Much of the current p-skeptical concerns are rooted in the recent epistemic cause celebre surrounding peer disagreement. A motivating question in this domain concerns rational responses to the discovery of peer disagreement. Very roughly, the disagreement of interest concerns epistemic peers - people who have equal evidential access, epistemic virtue, and epistemic abilities - who disagree even after full disclosure. That is, the disagreement persists between peers even after each party to the disagreement has an opportunity to explain her reasoning and reasons for the diverging judgment. Thus the question: How should one rationally respond when one finds oneself in this situation? A popular view motivating higher-order evidence's potential to defeat first-order judgments, and thereby related to motivations for p-skepticism, is so-called conciliationism. In addition to Kornblith [2010, 2013] and Goldberg [2013a], other notable conciliationists include David Christensen [2007, 2009], Adam Elga , Richard Feldman [2006, 2007], Jon Mattheson , and Roger White . On this view, when faced with an epistemic peer who disagrees with oneself, one should conciliate in response. One way conciliationists make this point is that upon finding oneself in a peer disagreement under full disclosure, each peer should suspend judgment. If there is no obvious evidential or aptitudinal asymmetry between the peers, then the higher-order evidence produced by the disagreement is sufficient to defeat one's first-order evidence. In either case the point is that higher-order evidential considerations are sufficient defeaters for first-order considerations.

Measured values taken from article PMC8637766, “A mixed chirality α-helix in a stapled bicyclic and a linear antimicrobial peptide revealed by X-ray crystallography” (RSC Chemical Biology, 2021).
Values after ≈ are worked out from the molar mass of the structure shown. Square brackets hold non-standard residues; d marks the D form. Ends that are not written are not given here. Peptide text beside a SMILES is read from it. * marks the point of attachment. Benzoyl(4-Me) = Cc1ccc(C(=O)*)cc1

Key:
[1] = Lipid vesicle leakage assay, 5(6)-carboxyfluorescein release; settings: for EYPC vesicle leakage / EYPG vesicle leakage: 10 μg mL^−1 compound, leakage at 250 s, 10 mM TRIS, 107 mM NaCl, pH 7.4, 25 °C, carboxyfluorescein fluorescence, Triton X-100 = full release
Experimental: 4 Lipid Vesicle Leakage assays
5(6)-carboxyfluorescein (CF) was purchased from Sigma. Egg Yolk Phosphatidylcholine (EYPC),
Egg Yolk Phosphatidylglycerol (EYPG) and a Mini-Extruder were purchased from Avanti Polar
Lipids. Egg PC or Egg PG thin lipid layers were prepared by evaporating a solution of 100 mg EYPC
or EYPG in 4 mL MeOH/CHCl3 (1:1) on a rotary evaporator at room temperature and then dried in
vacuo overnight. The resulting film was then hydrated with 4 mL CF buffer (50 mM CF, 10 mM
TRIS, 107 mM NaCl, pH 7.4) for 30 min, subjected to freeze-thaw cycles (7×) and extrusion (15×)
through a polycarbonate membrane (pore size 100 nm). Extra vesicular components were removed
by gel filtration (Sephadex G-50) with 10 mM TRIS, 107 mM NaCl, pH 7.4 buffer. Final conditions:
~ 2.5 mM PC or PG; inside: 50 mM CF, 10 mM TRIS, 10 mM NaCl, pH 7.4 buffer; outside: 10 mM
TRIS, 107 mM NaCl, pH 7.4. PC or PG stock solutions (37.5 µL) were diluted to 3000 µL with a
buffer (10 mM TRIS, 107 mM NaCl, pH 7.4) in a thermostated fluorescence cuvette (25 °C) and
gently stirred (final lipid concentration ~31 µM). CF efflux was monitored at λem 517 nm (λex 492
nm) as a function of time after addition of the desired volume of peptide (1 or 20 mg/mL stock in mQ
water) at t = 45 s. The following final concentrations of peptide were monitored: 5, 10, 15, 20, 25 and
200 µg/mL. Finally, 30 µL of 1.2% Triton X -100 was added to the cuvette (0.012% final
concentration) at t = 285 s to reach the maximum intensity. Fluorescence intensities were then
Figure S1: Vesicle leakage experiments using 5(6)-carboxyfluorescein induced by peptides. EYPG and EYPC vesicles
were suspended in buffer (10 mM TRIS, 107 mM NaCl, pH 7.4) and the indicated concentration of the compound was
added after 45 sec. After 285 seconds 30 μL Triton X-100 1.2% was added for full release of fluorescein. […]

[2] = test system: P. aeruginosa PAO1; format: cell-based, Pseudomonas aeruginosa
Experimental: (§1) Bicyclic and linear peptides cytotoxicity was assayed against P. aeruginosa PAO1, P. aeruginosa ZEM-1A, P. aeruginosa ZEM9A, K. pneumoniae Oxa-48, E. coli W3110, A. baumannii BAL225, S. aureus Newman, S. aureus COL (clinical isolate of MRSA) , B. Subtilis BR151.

I am sympathetic with conciliationism. Nevertheless, I contend that there are circumstances under which one can remain reasonably steadfast even in the face of peer disagreement. First, consider the relevant type of disagreement we would dub unreasonable: